Maputo — An air safety investigator, sent by the US State Department to report on the aircraft crash that took the life of Mozambique's first president, Samora Machel in 1986, has confirmed that the South African apartheid regime did indeed possess a mobile navigational beacon, which could have been used to lure planes away from their correct flight paths.
He told AIM that he wants an independent body such as the United Nations to investigate whether the crash of Machel's aircraft, a Soviet manufactured Tupolev 134incident, was "a crime against humanity".
Samora Machel was killed when the Tupolev crashed into a hillside at Mbuzini just inside South Africa, on 19 October 1986. He was returning to the Mozambican capital after attending a summit in the Zambian town of Mbala, when his aircraft took an unexpected turn away from Maputo and into the Lebombo mountains.
It is widely believed that Machel's plane was lured off course by a pirate navigational beacon (VOR - Very High Frequency Omnidirectional Range) operated by South Africa's apartheid military.
The US expert, Dr Alan E Diehl, was sent to South Africa in January 1987 to find out what had caused the death of President Machel and 34 others on that fateful night. Working under cover, his mission was to assist South African air safety investigators and to report back to his government if there was any truth to allegations that Machel had been murdered.
Diehl told AIM that the US State Department was particularly keen to know whether there was any heightened threat to the life of US President Ronald Reagan should it be true that Machel had been assassinated. Apparently, there was a concern that there might be an attempt on Reagan's life in revenge.
Dr Diehl is an award winning aviation safety expert whose duties have included training the crew of Air Force One, the US Presidential aircraft.
During his fortnight in South Africa, Diehl was briefed by the US and South African governments, and was shown material filmed by the official South African television company SABC. However, he did not visit the crash site as it had already been cleared of evidence.
Reviewing this information, Diehl concluded that gross errors by the President's air crew were partly caused by poorly designed cockpit equipment in the Tupolev and mental fatigue resulting from a long wait in the tropical heat in Zambia prior to the flight.
However, his view changed towards the end of his stay, when he opened up a delicate discussion with a senior member of South Africa's civil aviation authority. He asked directly for the location of South Africa's mobile VOR. According to Diehl, "I could tell he was extremely nervous when I asked where it was".
In his recently published book "Air Safety Investigators: Using Science to Save Lives - One Crash at a Time1", Diehl reveals that "I was aware, when a standard VOR needed to be repaired, a portable transmitter was temporarily placed next to the standard unit. This mobile VOR then transmitted signals on the same frequency while the standard unit was inoperative, allowing vital air navigation to continue uninterrupted".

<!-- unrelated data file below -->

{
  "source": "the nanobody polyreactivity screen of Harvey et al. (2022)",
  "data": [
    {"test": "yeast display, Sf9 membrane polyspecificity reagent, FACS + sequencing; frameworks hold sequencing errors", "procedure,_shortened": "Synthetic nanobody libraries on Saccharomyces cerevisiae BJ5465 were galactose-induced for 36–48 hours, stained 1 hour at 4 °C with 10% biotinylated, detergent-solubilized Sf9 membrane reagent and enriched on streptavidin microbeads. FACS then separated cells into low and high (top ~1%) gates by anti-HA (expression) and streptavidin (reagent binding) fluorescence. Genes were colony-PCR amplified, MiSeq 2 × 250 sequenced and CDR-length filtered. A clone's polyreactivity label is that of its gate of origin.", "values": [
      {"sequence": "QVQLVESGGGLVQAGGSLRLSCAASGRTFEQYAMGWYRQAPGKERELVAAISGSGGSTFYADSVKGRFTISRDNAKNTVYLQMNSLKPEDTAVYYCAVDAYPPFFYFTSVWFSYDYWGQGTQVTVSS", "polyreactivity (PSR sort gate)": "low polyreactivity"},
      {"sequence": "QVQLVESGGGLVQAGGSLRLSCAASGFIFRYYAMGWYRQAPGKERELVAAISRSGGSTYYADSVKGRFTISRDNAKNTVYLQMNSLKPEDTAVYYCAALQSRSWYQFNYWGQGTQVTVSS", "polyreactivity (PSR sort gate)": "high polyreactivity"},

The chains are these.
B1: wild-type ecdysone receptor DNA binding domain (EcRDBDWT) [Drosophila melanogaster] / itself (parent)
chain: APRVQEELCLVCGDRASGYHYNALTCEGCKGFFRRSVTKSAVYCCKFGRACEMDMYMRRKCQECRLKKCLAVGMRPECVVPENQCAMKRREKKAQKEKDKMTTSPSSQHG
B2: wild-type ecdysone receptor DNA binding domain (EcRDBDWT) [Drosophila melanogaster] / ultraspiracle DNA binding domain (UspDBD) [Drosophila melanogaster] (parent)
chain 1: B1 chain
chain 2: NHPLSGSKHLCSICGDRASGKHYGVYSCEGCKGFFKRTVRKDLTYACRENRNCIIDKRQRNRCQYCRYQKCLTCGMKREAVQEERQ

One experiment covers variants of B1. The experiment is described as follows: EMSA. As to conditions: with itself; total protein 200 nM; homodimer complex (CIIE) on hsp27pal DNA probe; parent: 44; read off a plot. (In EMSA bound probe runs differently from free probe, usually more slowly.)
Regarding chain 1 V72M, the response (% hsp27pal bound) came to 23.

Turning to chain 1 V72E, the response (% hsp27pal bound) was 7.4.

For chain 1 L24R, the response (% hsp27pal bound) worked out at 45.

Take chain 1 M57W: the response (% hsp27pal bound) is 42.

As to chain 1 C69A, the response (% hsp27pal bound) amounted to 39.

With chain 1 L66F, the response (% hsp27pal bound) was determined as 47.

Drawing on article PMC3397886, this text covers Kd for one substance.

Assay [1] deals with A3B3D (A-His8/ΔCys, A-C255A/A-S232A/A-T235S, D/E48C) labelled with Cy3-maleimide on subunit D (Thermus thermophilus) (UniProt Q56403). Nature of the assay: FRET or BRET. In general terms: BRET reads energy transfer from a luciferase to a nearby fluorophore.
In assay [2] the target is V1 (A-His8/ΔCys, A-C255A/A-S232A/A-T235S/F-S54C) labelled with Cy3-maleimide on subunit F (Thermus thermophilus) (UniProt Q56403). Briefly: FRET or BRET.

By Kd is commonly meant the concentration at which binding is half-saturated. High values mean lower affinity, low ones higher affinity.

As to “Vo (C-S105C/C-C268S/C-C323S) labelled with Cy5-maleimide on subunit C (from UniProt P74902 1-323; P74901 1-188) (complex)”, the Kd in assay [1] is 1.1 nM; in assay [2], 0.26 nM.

He added, "a powerful mobile VOR could also theoretically have been used to intentionally dupe unsuspecting pilots".
Aware of the allegations that the plane had been drawn away from its flight path to Maputo and into the mountains by a false beacon, he directly questioned the senior official, who replied that "it had been in the hands of the police at the time".
Diehl quotes the official as saying: "one night just prior to the crash, this VOR was being moved by an aviation department truck. Unfortunately, some of the vehicle's lights were inoperative.
When a police car spotted them, they insisted the truck with the VOR go to a police impound lot where it stayed for several days".
The name of the official, along with other contemporaneous notes, was included in Dr Diehl's report to the US State Department.
Diehl now wants the United Nations or a similar international body to investigate the death of Samora Machel and his fellow victims, telling AIM: "this may well have been a crime against humanity and requires full disclosure. I hope that the US State Department will release my report to the investigating authorities".
He added: "furthermore, such information should help answer the pleas of Graca Machel and indeed many other concerned citizens of Southern Africa who have long sought an explanation for this tragedy".
Some people at the time doubted that the technology was available to divert the aircraft. However, Diehl has not only revealed the existence of a mobile VOR beacon in South Africa at the time of the crash, but that it had been in the hands of the police and that the civil aviation authorities were aware how sinister this looked.